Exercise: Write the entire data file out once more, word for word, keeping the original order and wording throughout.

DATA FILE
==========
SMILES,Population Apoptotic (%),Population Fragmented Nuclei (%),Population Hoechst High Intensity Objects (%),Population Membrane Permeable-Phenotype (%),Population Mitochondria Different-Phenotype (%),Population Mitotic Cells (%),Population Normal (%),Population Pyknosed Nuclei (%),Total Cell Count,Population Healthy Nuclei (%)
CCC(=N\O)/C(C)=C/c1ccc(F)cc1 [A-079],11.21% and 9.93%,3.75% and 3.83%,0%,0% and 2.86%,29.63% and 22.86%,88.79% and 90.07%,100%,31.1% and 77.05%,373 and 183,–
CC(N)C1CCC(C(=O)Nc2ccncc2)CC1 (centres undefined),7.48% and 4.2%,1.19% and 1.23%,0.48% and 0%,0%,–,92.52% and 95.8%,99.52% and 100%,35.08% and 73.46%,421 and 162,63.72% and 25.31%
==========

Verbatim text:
SMILES,Population Apoptotic (%),Population Fragmented Nuclei (%),Population Hoechst High Intensity Objects (%),Population Membrane Permeable-Phenotype (%),Population Mitochondria Different-Phenotype (%),Population Mitotic Cells (%),Population Normal (%),Population Pyknosed Nuclei (%),Total Cell Count,Population Healthy Nuclei (%)
CCC(=N\O)/C(C)=C/c1ccc(F)cc1 [A-079],11.21% and 9.93%,3.75% and 3.83%,0%,0% and 2.86%,29.63% and 22.86%,88.79% and 90.07%,100%,31.1% and 77.05%,373 and 183,–
CC(N)C1CCC(C(=O)Nc2ccncc2)CC1 (centres undefined),7.48% and 4.2%,1.19% and 1.23%,0.48% and 0%,0%,–,92.52% and 95.8%,99.52% and 100%,35.08% and 73.46%,421 and 162,63.72% and 25.31%